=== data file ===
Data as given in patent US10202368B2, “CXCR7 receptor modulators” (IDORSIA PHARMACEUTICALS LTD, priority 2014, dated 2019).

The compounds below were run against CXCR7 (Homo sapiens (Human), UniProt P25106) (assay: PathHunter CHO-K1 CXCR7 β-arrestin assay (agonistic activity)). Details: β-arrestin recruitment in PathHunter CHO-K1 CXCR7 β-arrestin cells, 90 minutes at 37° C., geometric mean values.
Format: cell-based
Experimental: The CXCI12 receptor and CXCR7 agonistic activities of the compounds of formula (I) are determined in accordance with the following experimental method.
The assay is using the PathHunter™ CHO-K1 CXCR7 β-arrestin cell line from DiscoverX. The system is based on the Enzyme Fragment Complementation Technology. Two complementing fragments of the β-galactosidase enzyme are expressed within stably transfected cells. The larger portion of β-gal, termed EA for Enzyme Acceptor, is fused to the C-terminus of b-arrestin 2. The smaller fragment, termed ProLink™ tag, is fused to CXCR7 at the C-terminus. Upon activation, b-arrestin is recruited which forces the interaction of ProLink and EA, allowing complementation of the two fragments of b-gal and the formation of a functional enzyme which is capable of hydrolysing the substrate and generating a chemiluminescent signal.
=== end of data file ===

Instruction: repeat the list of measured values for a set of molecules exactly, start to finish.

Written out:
Data as given in patent US10202368B2, “CXCR7 receptor modulators” (IDORSIA PHARMACEUTICALS LTD, priority 2014, dated 2019).

The compounds below were run against CXCR7 (Homo sapiens (Human), UniProt P25106) (assay: PathHunter CHO-K1 CXCR7 β-arrestin assay (agonistic activity)). Details: β-arrestin recruitment in PathHunter CHO-K1 CXCR7 β-arrestin cells, 90 minutes at 37° C., geometric mean values.
Format: cell-based
Experimental: The CXCI12 receptor and CXCR7 agonistic activities of the compounds of formula (I) are determined in accordance with the following experimental method.
The assay is using the PathHunter™ CHO-K1 CXCR7 β-arrestin cell line from DiscoverX. The system is based on the Enzyme Fragment Complementation Technology. Two complementing fragments of the β-galactosidase enzyme are expressed within stably transfected cells. The larger portion of β-gal, termed EA for Enzyme Acceptor, is fused to the C-terminus of b-arrestin 2. The smaller fragment, termed ProLink™ tag, is fused to CXCR7 at the C-terminus. Upon activation, b-arrestin is recruited which forces the interaction of ProLink and EA, allowing complementation of the two fragments of b-gal and the formation of a functional enzyme which is capable of hydrolysing the substrate and generating a chemiluminescent signal.